I put together a program using affiliations with Harvard and Wellesley to bring together women all over the world. I was lucky to have 76 people from 15 different countries that participated. From July 13 to 17, 2018, we had our conversation and so much has come out of it already.
What has grown out of the conference so far?
Two very interesting things happened in Nigeria. During the conference, there was a southern general in the army from the center of Nigeria. There was also a woman from the far north. They disagreed on tribal issues, which affects religion, which also affects relationships. They disagreed on a lot of things, but they decided to create a group back in Nigeria where they are now exchanging ideas about what they have in common. They are planning to bring together influential leaders to discuss their common problem—youth who are turning to violence—and the power mothers have to slow it down.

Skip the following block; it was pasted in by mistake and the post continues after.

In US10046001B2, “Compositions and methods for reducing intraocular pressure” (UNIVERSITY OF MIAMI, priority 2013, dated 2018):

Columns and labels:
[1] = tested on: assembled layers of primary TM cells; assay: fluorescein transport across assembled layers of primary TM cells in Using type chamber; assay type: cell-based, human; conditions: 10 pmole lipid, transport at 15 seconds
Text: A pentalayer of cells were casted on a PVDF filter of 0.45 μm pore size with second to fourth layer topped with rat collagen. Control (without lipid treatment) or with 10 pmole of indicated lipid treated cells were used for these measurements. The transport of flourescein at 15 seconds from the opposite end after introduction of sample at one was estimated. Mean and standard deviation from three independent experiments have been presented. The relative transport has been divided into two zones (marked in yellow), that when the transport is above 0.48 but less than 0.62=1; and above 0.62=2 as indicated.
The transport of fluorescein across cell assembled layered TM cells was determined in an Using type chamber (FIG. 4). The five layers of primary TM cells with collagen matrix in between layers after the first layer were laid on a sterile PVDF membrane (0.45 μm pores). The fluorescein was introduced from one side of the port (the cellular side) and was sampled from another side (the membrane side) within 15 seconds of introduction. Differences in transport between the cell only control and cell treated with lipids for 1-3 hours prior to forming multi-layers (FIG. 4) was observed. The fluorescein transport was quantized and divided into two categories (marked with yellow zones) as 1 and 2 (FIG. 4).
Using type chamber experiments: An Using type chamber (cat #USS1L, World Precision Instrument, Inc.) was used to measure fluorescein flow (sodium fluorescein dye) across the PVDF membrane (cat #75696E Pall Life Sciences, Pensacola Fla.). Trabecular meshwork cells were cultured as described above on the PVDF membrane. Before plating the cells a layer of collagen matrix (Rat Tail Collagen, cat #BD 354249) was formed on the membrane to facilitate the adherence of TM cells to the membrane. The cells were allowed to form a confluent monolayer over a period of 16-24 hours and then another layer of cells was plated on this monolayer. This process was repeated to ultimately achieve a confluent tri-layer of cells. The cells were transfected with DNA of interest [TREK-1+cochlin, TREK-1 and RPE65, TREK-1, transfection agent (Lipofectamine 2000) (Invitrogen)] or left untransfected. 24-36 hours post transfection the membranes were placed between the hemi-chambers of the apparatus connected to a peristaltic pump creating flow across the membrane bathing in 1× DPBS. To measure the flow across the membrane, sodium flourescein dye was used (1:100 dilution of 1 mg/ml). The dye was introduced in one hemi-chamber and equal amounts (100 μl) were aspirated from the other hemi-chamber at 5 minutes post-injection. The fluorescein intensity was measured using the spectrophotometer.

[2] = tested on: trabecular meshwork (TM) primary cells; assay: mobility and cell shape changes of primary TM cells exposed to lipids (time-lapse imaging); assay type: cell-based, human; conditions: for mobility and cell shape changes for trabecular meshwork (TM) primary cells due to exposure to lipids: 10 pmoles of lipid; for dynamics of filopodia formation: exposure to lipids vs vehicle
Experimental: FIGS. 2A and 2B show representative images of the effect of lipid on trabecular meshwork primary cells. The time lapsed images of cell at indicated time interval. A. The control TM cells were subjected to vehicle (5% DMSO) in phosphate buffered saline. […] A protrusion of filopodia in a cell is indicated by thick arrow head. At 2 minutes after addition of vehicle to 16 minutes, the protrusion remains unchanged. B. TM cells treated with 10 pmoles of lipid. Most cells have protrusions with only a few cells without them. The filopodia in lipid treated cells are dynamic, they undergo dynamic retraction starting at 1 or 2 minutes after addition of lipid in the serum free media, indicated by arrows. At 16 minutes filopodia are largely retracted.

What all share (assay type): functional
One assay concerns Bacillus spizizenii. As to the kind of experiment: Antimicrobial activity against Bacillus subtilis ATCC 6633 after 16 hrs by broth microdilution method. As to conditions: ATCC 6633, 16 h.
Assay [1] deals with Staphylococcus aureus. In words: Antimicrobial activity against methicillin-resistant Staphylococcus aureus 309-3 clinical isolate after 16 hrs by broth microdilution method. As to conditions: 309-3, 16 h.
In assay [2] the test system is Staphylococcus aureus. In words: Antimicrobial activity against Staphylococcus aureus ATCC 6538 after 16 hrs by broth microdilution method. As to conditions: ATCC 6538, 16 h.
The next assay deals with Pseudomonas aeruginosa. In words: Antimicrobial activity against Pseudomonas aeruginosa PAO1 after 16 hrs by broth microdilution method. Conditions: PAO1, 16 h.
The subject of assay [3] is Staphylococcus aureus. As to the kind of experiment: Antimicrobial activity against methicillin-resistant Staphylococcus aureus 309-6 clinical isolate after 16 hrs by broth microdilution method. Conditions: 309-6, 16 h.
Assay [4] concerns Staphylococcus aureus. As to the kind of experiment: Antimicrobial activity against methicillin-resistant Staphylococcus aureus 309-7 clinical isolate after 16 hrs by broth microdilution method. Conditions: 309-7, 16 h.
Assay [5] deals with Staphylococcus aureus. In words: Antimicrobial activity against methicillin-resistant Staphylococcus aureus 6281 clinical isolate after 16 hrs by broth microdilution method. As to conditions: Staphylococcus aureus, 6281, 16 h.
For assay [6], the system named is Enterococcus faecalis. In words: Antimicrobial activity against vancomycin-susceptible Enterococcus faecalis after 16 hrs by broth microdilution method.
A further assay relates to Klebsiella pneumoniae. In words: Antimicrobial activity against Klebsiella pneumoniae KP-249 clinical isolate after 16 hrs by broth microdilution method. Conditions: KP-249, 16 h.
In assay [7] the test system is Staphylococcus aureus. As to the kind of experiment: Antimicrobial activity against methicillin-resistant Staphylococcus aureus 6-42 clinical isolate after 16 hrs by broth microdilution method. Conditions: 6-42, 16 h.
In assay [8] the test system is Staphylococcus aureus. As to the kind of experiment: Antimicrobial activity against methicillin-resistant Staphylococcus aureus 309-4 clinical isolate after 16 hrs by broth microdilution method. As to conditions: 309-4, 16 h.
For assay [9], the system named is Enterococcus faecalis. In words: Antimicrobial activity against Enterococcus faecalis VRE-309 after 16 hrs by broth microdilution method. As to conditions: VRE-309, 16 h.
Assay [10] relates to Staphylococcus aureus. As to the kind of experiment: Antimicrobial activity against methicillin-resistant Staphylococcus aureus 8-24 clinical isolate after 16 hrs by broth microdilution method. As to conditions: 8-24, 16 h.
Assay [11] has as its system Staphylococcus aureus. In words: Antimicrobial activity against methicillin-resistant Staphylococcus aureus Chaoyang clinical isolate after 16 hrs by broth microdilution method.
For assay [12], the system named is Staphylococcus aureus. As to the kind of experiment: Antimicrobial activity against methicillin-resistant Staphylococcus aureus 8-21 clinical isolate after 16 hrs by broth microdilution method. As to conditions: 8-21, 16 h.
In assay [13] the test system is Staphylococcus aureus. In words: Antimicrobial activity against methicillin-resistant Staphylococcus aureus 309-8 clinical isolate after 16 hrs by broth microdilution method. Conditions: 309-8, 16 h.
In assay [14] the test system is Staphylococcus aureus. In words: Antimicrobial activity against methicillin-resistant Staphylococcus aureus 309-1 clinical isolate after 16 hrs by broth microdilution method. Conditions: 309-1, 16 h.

The second group decided to take our message about the soft power of the mother to stop violent extremism and spread the message from village to village and town to town in Nigeria, by meeting with those who live and lead in the communities.
For me, the entire concept of Mothers Without Borders and keeping youth away from violent extremism is more like a vision or mission, and I’m allowing it to take a life of its own. I don’t want to own it. So far, colleagues in Germany, France, Nigeria, and Jordan have adopted parts of this idea. I want it to have a life of its own, to spread, and let us see how the soft power of each of us, the soft power of the mother, permeates into society and makes it a much safer and better place for generations yet unborn.